In Rajesh Kapur v The Comptroller General of Patents, Designs and Trade Marks, a judgment issued at the end of last week, the issue of another of the exclusions from patentability under section 1(2) came to be decided. The judgment is, at the time of writing, not yet available from BAILII, but IPKat readers can download it for free via the IPKat's Google Groups file server.
[18 April update: it is now on BAILII here (thanks G)]
Mr Justice Floyd had the task of deciding whether the Patent Office had been correct in refusing Mr Kapur's applications on the grounds of being mental acts and computer programs as such. The eight similar inventions all related to document management systems, and a representative one of them was chosen for the argument, relating to a computer system for recovering deleted and overwritten files. The applicant had, in an (apparently misguided) attempt to overcome an objection relating to the computer program exclusion, drafted the claims to not explicitly state that the invention was to be carried out on a computer. In refusing the applications, the Patent Office hearing officer argued that, since the claims were not specifically directed to being implemented on a computer, the claimed method was nothing more than a mental act. Bearing in mind that the claimed invention related to a method for recycling document data in a system filestore, requiring various procedural steps including creating tables and separate filestores, Floyd J considered that the mental act exclusion was in this case being used in far too broad a way, and commented:
"In my judgment the narrow view of the [mental act] exclusion is the correct one. More specifically I think the correct view is that, provided the claim cannot be infringed by mental acts as such, its subject matter is not caught by the exclusion. It seems to me that if this were not so the scope of the exclusion would be unacceptably broad, as well as being uncertain in scope. It follows that the exclusion will not apply if there are appropriate non-mental limitations in the claim. In those circumstances it will not be possible to infringe the claim by mental acts alone, and the invention will not comprise a method for performing a mental act" (paragraph 26).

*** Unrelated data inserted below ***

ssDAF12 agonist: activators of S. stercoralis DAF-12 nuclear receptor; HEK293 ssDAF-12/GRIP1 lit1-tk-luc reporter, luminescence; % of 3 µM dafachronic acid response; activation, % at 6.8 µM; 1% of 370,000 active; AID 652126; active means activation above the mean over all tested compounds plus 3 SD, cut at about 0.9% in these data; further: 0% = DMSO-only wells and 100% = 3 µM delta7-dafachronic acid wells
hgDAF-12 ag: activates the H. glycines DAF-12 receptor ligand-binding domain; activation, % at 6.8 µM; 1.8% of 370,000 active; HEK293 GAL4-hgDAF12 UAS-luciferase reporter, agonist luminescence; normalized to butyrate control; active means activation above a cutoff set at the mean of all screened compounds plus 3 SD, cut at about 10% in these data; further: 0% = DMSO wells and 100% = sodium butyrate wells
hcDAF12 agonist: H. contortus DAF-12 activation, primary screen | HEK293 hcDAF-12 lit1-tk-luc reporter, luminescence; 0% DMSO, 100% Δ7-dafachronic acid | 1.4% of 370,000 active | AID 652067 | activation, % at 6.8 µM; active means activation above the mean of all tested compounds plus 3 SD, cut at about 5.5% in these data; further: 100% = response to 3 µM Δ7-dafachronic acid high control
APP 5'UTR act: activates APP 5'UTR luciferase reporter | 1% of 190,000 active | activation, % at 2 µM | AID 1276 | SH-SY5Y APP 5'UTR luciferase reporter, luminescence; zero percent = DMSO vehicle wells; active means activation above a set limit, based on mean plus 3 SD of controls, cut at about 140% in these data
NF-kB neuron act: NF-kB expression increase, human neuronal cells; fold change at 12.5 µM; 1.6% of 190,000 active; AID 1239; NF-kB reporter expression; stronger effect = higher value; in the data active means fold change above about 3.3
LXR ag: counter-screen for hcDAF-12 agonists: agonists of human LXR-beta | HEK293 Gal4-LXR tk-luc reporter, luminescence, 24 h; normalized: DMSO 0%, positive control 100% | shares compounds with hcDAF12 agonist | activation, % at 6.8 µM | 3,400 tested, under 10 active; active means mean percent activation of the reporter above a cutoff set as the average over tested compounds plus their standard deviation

The judge considered that the inventions were simply applications of a computer's ability once programmed to manipulate and store data, and the hearing officer was therefore correct in deciding that the claims lay solely within the computer program exclusion. He did not, however, think that the hearing officer was right to rely on the mental act exclusion, and therefore ordered the Patent Office to "go on to examine them to see whether anything remains". The appeal was therefore allowed, but only to the extent that it related to the mental act exclusion.
The IPKat thinks this is a very odd decision, and not just because apparently irredeemable applications are being sent back to the Patent Office to be reconsidered. He certainly wishes Mr Kapur good luck in being able to persuade the Office that anything patentable does indeed remain. Given Mr Kapur's tenacity (he represented himself in this case, although "with great restraint and courtesy" according to the judge), the IPKat thinks it is not beyond the realms of possibility that we may be seeing a further judgment with his name on.
What makes the decision odder though is the reasoning behind overturning the Office's decision on the mental act exclusion. Applied to any of the other exclusions, this same reasoning would not seem to work at all. If a claimed invention can be infringed by an actual mental act, this seems like a good reason to consider it as being excluded. However, saying that the exclusion would not apply if appropriate "non-mental limitations" were included sounds dangerously close to the "any hardware" test that Jacob LJ derided in Aerotel/Macrossan, and not the sort of reasoning that would (normally) work for any of the other exclusions. This would not, of course, help Mr Kapur who will in any case have to argue that his inventions are something more than mere computer programs, but it does yet again illustrate how courts are forced into considering the different exclusions in different ways, even though they are all found under the same heading. Can there really be a valid overarching test to cover them all?